The Art of Selling: Go With Your Gut
Associate Publisher Rob Wardlaw tells how intuition goes far in terms of sales.
You might be surprised at how many times I will pick up the phone to call a client only to have them tell me, “You know, I was just thinking about your offer!” or “I was just going to call you!”
While one of my responsibilities as associate publisher is to think of my clients often, it definitely is not the case that my clients are paid to think of me often. Perhaps these instances where we connect like this can be explained by coincidence. But I believe it more importantly highlights the sense of intuition and the role it plays in sales.
Intuition may be one of your most valuable skills as a salesperson. And the good news is that it is innately inside you all the time, whether you realize it or not. However, in order for it to be of use, you must first learn to recognize it and, most importantly, act on it.
When can intuition be of assistance? Intuition is often quite strong when first meeting someone, as in a first impression. These initial readings can tell you a good bit about someone’s level of interest. Interest is a strong indicator of whether someone will buy or not, so having such an intuitive sense can be invaluable in how you proceed from the first meeting.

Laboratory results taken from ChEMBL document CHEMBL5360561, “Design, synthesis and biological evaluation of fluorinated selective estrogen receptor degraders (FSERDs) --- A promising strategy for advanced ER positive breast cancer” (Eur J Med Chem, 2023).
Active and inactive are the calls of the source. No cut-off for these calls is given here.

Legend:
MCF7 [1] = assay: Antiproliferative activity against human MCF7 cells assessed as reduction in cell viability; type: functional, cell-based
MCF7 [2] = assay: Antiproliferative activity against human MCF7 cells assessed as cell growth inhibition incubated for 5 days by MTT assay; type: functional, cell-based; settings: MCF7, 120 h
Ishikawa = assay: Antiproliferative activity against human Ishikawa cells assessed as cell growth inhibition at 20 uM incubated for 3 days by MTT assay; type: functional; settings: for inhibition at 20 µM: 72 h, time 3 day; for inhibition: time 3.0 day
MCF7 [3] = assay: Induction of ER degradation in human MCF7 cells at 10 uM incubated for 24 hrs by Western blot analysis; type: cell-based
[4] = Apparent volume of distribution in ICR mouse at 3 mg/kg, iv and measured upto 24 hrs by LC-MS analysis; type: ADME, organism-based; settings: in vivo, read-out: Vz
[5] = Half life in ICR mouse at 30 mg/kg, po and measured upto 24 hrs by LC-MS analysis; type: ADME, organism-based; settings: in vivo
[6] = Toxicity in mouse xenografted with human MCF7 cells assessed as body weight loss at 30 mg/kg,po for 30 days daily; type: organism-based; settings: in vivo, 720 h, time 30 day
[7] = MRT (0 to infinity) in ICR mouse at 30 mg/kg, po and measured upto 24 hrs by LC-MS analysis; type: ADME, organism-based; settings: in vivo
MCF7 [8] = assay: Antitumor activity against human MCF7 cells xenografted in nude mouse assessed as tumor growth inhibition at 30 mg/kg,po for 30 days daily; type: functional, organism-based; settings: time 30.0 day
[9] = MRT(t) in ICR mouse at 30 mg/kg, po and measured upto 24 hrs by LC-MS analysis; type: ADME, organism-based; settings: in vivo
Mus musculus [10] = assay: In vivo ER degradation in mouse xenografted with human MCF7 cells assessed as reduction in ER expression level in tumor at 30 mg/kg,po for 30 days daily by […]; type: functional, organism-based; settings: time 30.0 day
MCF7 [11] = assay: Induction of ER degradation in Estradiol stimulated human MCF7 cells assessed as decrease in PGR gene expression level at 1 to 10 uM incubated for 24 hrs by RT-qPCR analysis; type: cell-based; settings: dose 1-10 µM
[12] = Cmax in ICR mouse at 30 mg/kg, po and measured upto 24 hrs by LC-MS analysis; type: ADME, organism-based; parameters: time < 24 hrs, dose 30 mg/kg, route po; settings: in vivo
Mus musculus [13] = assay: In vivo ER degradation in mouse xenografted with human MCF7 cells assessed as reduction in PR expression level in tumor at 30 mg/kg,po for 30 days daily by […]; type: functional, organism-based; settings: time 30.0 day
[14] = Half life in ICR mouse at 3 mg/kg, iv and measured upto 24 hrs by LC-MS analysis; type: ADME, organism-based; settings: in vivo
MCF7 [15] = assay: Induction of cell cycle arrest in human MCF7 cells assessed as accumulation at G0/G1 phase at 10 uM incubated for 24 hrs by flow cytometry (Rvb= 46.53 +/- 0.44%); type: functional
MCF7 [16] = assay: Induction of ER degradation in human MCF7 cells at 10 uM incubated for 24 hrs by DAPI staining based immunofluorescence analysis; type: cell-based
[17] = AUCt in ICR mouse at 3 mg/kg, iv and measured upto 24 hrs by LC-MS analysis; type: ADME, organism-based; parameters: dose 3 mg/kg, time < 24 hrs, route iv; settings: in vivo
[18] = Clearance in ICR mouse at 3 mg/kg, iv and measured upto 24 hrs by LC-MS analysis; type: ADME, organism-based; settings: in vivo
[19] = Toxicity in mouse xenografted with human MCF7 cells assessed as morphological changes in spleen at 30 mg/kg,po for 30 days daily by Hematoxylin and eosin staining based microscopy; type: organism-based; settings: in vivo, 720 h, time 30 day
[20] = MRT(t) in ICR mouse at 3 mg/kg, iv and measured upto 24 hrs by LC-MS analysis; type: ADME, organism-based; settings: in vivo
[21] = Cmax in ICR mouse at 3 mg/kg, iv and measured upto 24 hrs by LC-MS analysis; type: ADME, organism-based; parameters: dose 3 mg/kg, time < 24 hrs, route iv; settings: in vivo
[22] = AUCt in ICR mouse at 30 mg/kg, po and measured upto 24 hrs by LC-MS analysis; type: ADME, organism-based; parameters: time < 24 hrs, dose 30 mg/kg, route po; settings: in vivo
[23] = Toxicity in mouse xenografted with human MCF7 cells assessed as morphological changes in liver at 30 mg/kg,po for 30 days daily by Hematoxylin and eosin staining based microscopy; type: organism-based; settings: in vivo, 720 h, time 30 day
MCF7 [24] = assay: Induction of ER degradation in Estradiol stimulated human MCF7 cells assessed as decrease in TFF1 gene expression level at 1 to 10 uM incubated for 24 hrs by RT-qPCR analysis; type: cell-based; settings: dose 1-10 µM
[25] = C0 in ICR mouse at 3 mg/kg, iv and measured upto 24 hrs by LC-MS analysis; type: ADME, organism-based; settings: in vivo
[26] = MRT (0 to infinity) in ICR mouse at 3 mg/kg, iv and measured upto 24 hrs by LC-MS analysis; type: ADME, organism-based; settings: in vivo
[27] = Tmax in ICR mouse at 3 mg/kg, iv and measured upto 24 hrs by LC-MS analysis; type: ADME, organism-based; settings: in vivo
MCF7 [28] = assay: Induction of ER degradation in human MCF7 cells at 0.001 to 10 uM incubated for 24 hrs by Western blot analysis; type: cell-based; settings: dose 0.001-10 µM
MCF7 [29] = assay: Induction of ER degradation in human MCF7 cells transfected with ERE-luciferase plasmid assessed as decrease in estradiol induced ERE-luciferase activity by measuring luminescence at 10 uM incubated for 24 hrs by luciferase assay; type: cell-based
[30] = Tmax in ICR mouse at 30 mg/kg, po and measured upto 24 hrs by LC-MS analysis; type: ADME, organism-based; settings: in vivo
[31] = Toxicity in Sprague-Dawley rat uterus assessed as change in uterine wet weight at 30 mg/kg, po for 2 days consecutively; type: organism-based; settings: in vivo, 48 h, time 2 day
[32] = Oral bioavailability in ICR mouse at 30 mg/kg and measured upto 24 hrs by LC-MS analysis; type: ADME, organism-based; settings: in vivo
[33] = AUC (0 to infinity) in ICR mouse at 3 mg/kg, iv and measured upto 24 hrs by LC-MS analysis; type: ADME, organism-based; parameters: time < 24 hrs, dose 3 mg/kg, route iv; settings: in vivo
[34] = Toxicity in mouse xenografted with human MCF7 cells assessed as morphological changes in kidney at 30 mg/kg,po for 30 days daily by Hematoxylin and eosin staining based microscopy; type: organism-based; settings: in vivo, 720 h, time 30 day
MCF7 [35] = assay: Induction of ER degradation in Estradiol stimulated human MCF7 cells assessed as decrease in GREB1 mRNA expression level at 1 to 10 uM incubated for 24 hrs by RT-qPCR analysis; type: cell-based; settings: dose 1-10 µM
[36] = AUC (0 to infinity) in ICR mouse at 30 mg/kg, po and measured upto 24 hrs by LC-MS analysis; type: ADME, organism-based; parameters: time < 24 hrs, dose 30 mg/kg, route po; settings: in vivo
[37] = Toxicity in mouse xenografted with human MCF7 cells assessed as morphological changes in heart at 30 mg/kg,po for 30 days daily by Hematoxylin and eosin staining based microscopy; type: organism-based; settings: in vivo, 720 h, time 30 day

After working with someone for a time, you may start to feel your intuition signaling you to make a timely follow-up or in fact, to know when to close a sale. All the while, this may be just beneath the surface of your conscious thoughts, but equally strong in the way it can influence you to take action.
In the end, intuition is a guide, rather than a rule. It cannot replace the sales process. You must always put in the work with every prospect and client to ensure that you do not leave sales behind. Yet, when you are aware of it, intuition can be remarkably effective in how you allocate time and resources—giving you an added advantage towards reaching and exceeding your sales goals.